“Because many of these assets are on orbit presents some unique defensive challenges. Practically speaking, hardening these platforms during all phases of their Systems Development Life Cycle (SDLC) will eliminate many vulnerabilities. Stronger uplink and downlink encryption and anti-jamming capabilities will also improve the cybersecurity posture of the platform significantly,” Kolenko adds.
Darktrace is a company that may be unfamiliar to a number of Via Satellite readers. Mathematicians and machine learning specialists from the University of Cambridge in the U.K. together with intelligence experts from MI5 and the U.K. Government Communications Headquarters (GCHQ), founded Darktrace in 2013 to bring transformative technology to the challenge of cybersecurity. It already works with companies in the aerospace and satellite sector.
Emily Orton, the co-founder of Darktrace, says today’s reality is that every organization in every sector is now vulnerable to attacks. No matter how large or well trained the security team is, no company is immune to the increasingly advanced and sophisticated threats executed today.
“There is always the risk of insider threat. Threats facing the aerospace and satellite sector are particularly concerning given the risk to physical safety,” Orton says. “Organizations need to adopt the best tools to protect against these types of cyber threats, and legacy approaches are proving insufficient on their own. It’s no longer possible to secure networks on the border. More and more organizations are turning to ‘immune-system’ approaches which, inspired by the human immune system, protect the network from the inside, just like the body does.”
Orton believes that using unsupervised machine learning and mathematics, these immune system technologies establish a “pattern of life” for every network, device and user. By learning “self” for an organization, the technology can spot anomalies or suspicious behaviors in real time — irrespective of whether or not the threat has been seen before, she says. Orton believes the key is to catch emerging threats early, before they escalate into crises.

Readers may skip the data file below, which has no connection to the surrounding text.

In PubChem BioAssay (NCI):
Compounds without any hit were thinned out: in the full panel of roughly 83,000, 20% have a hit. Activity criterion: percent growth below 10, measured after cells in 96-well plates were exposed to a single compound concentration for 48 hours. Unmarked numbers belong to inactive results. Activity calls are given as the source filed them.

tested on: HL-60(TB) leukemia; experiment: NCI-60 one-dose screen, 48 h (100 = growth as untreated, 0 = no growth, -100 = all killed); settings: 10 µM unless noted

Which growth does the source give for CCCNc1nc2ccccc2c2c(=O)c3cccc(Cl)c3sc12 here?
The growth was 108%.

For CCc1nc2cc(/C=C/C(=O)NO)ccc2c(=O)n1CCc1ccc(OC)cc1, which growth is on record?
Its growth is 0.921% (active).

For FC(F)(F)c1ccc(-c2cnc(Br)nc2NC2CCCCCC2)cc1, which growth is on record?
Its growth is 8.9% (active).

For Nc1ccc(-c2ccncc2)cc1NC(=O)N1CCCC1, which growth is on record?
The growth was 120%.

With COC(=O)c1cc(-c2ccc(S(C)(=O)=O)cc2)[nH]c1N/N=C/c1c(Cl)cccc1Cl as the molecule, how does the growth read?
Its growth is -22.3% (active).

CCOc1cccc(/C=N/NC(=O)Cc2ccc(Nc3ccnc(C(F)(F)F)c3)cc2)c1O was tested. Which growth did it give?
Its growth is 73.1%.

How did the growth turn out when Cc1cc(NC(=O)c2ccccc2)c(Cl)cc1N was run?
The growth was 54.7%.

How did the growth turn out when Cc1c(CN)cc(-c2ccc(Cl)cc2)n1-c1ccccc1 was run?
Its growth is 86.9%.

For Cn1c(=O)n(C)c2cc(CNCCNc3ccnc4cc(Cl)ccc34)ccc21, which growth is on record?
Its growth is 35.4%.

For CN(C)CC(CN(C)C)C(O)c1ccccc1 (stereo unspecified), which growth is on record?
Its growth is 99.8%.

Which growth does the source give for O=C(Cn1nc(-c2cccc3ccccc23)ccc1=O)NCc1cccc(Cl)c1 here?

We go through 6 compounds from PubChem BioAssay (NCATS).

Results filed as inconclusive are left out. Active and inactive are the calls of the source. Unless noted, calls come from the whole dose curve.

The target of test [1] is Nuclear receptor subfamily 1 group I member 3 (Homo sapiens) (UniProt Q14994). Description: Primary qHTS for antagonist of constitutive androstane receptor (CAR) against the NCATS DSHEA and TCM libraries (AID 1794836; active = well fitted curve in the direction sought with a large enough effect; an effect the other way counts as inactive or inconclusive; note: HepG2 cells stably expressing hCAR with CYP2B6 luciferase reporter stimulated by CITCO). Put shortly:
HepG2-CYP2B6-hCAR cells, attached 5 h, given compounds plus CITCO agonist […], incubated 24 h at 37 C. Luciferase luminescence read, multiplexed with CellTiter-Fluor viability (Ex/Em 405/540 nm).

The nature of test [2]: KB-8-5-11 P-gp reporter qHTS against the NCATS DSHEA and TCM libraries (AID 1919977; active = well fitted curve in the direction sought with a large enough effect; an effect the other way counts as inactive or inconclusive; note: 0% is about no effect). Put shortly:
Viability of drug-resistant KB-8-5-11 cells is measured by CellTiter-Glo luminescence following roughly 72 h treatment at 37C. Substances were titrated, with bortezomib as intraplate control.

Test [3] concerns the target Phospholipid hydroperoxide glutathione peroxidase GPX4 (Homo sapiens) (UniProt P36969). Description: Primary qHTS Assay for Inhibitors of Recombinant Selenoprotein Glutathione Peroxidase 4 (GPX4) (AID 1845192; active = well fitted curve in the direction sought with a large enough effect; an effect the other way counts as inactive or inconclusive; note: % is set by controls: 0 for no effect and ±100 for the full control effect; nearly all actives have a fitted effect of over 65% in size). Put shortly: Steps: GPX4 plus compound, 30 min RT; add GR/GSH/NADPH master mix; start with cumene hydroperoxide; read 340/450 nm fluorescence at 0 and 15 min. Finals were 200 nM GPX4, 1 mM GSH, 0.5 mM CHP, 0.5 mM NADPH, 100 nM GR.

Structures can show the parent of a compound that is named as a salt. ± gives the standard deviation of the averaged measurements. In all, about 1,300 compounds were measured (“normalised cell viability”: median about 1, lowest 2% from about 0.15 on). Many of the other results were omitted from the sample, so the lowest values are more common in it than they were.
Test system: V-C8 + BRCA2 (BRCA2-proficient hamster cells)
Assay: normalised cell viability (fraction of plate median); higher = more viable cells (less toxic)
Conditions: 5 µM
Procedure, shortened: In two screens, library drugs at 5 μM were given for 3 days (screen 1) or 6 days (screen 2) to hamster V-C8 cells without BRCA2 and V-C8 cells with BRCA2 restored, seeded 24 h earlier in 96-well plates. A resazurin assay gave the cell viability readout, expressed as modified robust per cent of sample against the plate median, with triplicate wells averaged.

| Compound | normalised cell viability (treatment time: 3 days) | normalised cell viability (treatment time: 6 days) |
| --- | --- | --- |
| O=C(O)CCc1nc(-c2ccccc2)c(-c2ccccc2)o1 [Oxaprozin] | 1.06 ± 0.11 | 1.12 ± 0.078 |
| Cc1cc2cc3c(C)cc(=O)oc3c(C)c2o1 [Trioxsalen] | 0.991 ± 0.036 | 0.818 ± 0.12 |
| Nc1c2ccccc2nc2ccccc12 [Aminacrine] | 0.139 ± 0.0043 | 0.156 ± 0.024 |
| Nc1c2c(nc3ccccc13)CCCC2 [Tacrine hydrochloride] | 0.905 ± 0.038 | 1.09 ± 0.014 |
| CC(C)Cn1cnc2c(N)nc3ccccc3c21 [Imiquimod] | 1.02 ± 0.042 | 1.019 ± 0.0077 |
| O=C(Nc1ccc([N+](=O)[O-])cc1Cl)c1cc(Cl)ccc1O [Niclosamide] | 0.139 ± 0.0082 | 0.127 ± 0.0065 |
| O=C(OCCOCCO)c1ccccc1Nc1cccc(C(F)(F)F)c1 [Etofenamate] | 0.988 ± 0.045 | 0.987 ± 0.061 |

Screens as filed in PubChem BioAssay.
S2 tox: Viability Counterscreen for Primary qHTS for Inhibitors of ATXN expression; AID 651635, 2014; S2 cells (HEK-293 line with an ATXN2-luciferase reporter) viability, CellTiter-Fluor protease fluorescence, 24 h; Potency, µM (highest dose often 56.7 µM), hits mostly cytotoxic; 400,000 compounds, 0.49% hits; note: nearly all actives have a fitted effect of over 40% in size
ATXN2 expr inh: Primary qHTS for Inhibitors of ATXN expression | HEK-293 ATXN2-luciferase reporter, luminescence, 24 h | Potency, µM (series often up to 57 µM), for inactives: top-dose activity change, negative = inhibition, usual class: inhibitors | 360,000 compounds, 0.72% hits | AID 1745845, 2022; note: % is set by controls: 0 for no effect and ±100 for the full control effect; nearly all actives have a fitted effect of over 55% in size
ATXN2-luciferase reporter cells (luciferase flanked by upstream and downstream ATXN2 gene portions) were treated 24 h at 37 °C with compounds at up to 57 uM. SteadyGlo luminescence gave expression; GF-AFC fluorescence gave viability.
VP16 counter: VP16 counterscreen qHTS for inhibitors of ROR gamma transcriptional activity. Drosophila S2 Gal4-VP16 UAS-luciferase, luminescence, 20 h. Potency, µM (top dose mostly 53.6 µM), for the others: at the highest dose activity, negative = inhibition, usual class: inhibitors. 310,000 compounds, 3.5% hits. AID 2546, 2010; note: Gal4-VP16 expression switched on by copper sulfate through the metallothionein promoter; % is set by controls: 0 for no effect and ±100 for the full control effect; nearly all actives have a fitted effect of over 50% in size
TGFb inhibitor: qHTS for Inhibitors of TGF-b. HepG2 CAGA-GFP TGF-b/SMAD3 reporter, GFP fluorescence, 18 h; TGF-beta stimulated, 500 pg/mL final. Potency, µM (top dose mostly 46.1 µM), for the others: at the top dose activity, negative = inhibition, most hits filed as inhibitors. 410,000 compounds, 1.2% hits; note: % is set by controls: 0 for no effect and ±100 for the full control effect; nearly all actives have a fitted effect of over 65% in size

Orton says Darktrace tells every organization to assume they are already infiltrated, or will be soon. She believes it is impossible to keep sophisticated and silent threat actors out, as they will always find a way in. “That means that internal monitoring of everything going on in those networks becomes absolutely critical. Even sophisticated hackers will behave in ways that deviate from normal activity, but your technology must be sensitive enough to catch those subtle movements,” she says.
Orton is uniquely placed to look at the evolving threat landscape, which is getting more and more sophisticated. She says a major trend that Darktrace has already seen is the use of artificial intelligence and machine learning for advanced hacks. According to Orton, Darktrace recently saw an attack on an organization in India where the hacker used artificial intelligence to learn how to blend in to the network, unnoticed. Darktrace caught it before it totally blended in, but it serves as a testament to how subtle new types of threats can be.
“Additionally, the security market needs to address the growing challenge of the Internet of Things, which further expands the attack surface. As our lives continue to become hyper-connected, the market will need to adapt to reflect this new, borderless world. At the forefront of this change, from a security standpoint, will be to continually monitor and get visibility of everything that is going on, and to automate the process of threat detection. Humans cannot possibly keep up with the security scene at the rate it is now moving. Machine learning will be absolutely vital in this battle,” she says.
The NCC Group works in the area of “connected” transport, which is a big deal for the satellite industry as it looks to connect planes, ships and cars, for example. Davis says that, in this area, we are already starting to see new and innovative security product solutions being applied to transport systems in the field of intrusion detection and prevention.
“However, it is always important to remember that any new product added to a system or network (including security products) potentially increases its overall attack surface. Within the transport sector especially, we are experiencing a greater demand for services such as escrow (the secure storage of software and other assets that can easily be recovered in the event of a system being attacked and data destroyed). We are also increasingly receiving requests for our more proactive, cyber defense operations services to identify when attackers are attempting to mount attacks, but prior to them achieving their ultimate goal,” he says.